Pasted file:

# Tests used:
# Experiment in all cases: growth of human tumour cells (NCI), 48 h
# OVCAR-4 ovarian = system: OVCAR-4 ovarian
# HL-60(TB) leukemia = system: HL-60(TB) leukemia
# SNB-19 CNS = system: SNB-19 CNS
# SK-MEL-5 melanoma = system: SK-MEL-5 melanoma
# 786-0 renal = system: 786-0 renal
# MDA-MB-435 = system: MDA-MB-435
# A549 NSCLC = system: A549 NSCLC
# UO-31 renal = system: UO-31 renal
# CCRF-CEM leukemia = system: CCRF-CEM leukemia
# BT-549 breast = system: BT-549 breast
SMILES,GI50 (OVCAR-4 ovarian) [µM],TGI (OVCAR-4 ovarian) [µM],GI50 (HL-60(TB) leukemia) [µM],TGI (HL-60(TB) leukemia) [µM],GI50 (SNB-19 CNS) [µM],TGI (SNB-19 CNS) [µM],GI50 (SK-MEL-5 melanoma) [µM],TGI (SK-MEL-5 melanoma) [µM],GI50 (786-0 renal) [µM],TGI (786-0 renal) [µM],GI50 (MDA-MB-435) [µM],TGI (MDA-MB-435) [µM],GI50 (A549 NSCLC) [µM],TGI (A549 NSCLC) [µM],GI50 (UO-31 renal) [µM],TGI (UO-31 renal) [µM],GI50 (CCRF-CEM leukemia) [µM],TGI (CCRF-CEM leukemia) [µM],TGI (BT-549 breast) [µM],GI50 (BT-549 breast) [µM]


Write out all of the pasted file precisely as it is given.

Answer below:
# Tests used:
# Experiment in all cases: growth of human tumour cells (NCI), 48 h
# OVCAR-4 ovarian = system: OVCAR-4 ovarian
# HL-60(TB) leukemia = system: HL-60(TB) leukemia
# SNB-19 CNS = system: SNB-19 CNS
# SK-MEL-5 melanoma = system: SK-MEL-5 melanoma
# 786-0 renal = system: 786-0 renal
# MDA-MB-435 = system: MDA-MB-435
# A549 NSCLC = system: A549 NSCLC
# UO-31 renal = system: UO-31 renal
# CCRF-CEM leukemia = system: CCRF-CEM leukemia
# BT-549 breast = system: BT-549 breast
SMILES,GI50 (OVCAR-4 ovarian) [µM],TGI (OVCAR-4 ovarian) [µM],GI50 (HL-60(TB) leukemia) [µM],TGI (HL-60(TB) leukemia) [µM],GI50 (SNB-19 CNS) [µM],TGI (SNB-19 CNS) [µM],GI50 (SK-MEL-5 melanoma) [µM],TGI (SK-MEL-5 melanoma) [µM],GI50 (786-0 renal) [µM],TGI (786-0 renal) [µM],GI50 (MDA-MB-435) [µM],TGI (MDA-MB-435) [µM],GI50 (A549 NSCLC) [µM],TGI (A549 NSCLC) [µM],GI50 (UO-31 renal) [µM],TGI (UO-31 renal) [µM],GI50 (CCRF-CEM leukemia) [µM],TGI (CCRF-CEM leukemia) [µM],TGI (BT-549 breast) [µM],GI50 (BT-549 breast) [µM]